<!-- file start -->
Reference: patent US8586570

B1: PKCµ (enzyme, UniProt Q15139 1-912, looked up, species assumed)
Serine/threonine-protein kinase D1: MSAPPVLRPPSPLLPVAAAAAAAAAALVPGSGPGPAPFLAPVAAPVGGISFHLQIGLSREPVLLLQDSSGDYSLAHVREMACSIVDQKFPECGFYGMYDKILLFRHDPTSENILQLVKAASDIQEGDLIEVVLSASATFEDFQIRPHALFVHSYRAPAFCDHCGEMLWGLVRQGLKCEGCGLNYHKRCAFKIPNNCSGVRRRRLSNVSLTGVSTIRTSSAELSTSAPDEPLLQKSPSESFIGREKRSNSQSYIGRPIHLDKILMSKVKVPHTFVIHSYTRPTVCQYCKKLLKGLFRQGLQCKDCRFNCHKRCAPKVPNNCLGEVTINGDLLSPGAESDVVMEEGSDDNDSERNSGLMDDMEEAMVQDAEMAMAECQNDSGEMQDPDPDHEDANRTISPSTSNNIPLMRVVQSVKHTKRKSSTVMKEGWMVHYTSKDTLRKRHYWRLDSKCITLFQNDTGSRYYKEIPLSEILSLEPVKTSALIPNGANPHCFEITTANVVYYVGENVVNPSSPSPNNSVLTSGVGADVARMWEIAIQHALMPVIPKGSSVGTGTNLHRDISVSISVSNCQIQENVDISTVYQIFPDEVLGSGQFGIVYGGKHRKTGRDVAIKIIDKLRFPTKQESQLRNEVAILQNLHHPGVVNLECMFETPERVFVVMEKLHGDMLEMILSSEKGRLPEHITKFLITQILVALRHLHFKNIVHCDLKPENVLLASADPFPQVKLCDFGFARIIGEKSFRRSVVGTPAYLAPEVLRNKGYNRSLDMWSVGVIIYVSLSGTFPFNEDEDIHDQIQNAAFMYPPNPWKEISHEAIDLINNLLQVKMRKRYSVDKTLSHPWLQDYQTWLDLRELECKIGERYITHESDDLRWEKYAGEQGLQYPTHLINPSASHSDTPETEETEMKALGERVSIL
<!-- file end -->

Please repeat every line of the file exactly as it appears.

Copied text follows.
Reference: patent US8586570

B1: PKCµ (enzyme, UniProt Q15139 1-912, looked up, species assumed)
Serine/threonine-protein kinase D1: MSAPPVLRPPSPLLPVAAAAAAAAAALVPGSGPGPAPFLAPVAAPVGGISFHLQIGLSREPVLLLQDSSGDYSLAHVREMACSIVDQKFPECGFYGMYDKILLFRHDPTSENILQLVKAASDIQEGDLIEVVLSASATFEDFQIRPHALFVHSYRAPAFCDHCGEMLWGLVRQGLKCEGCGLNYHKRCAFKIPNNCSGVRRRRLSNVSLTGVSTIRTSSAELSTSAPDEPLLQKSPSESFIGREKRSNSQSYIGRPIHLDKILMSKVKVPHTFVIHSYTRPTVCQYCKKLLKGLFRQGLQCKDCRFNCHKRCAPKVPNNCLGEVTINGDLLSPGAESDVVMEEGSDDNDSERNSGLMDDMEEAMVQDAEMAMAECQNDSGEMQDPDPDHEDANRTISPSTSNNIPLMRVVQSVKHTKRKSSTVMKEGWMVHYTSKDTLRKRHYWRLDSKCITLFQNDTGSRYYKEIPLSEILSLEPVKTSALIPNGANPHCFEITTANVVYYVGENVVNPSSPSPNNSVLTSGVGADVARMWEIAIQHALMPVIPKGSSVGTGTNLHRDISVSISVSNCQIQENVDISTVYQIFPDEVLGSGQFGIVYGGKHRKTGRDVAIKIIDKLRFPTKQESQLRNEVAILQNLHHPGVVNLECMFETPERVFVVMEKLHGDMLEMILSSEKGRLPEHITKFLITQILVALRHLHFKNIVHCDLKPENVLLASADPFPQVKLCDFGFARIIGEKSFRRSVVGTPAYLAPEVLRNKGYNRSLDMWSVGVIIYVSLSGTFPFNEDEDIHDQIQNAAFMYPPNPWKEISHEAIDLINNLLQVKMRKRYSVDKTLSHPWLQDYQTWLDLRELECKIGERYITHESDDLRWEKYAGEQGLQYPTHLINPSASHSDTPETEETEMKALGERVSIL